25 Courtesy: Nick McKeown, Stanford Umar Kalim, NIIT Robin Kravets, UIUC 25 TCP: Retransmission and Timeouts Host A Host B ACK Round-trip time (RTT) ACK Retransmission TimeOut (RTO) Estimated RTT Data1Data2 Guard Band TCP uses an adaptive retransmission timeout value: Congestion Changes in Routing RTT changes frequently

26 Courtesy: Nick McKeown, Stanford Umar Kalim, NIIT Robin Kravets, UIUC 26 TCP: Retransmission and Timeouts Picking the RTO is important:  Pick a values that’s too big and it will wait too long to retransmit a packet,  Pick a value too small, and it will unnecessarily retransmit packets. The original algorithm for picking RTO: 1. EstimatedRTT k =  EstimatedRTT k-1 + (1 -  ) SampleRTT 2. RTO = 2 * EstimatedRTT Characteristics of the original algorithm:  Variance is assumed to be fixed.  But in practice, variance increases as congestion increases. Determined empirically

27 Courtesy: Nick McKeown, Stanford Umar Kalim, NIIT Robin Kravets, UIUC 27 TCP: Retransmission and Timeouts  There will be some (unknown) distribution of RTTs.  We are trying to estimate an RTO to minimize the probability of a false timeout. RTT Probability mean variance Load (Amount of traffic arriving to router) Average Queueing Delay Variance grows rapidly with load  Router queues grow when there is more traffic, until they become unstable.  As load grows, variance of delay grows rapidly.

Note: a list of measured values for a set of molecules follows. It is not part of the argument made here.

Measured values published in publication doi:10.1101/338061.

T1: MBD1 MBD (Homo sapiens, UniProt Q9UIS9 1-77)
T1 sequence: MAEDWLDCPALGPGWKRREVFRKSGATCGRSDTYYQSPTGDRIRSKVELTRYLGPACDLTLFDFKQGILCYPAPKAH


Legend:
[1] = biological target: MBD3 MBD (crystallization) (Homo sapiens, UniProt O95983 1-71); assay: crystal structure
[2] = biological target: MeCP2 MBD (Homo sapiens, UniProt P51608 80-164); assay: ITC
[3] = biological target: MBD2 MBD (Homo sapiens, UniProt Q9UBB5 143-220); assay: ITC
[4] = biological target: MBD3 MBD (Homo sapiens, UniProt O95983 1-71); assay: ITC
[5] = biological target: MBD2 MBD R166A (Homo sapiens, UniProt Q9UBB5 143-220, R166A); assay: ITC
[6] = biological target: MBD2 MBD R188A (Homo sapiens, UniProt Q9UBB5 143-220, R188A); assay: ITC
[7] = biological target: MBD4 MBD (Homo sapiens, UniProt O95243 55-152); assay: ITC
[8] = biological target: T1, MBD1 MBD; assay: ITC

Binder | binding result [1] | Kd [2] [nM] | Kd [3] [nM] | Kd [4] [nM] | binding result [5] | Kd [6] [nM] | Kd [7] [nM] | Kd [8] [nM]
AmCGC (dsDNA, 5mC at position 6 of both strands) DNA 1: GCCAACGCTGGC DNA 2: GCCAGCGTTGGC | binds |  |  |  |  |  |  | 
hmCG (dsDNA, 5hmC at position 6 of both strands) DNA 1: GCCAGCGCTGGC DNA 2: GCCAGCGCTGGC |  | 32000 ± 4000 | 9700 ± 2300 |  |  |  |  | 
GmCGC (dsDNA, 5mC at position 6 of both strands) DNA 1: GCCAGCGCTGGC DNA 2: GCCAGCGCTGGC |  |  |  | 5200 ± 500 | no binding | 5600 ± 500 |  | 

28 Courtesy: Nick McKeown, Stanford Umar Kalim, NIIT Robin Kravets, UIUC 28 TCP: Retransmission and Timeouts Newer Algorithm includes estimate of variance in RTT:  Difference = SampleRTT - EstimatedRTT  EstimatedRTT k = EstimatedRTT k-1 + (  *Difference)  Deviation = Deviation +  *( |Difference| - Deviation )  RTO =  * EstimatedRTT +  * Deviation   1   4 Same as before

29 Courtesy: Nick McKeown, Stanford Umar Kalim, NIIT Robin Kravets, UIUC 29 TCP: Retransmission and Timeouts Karn’s Algorithm Retransmission Wrong RTT Sample Host AHost B Retransmission Wrong RTT Sample Host AHost B Problem: How can we estimate RTT when packets are retransmitted? Solution: On retransmission, don’t update estimated RTT (and double RTO).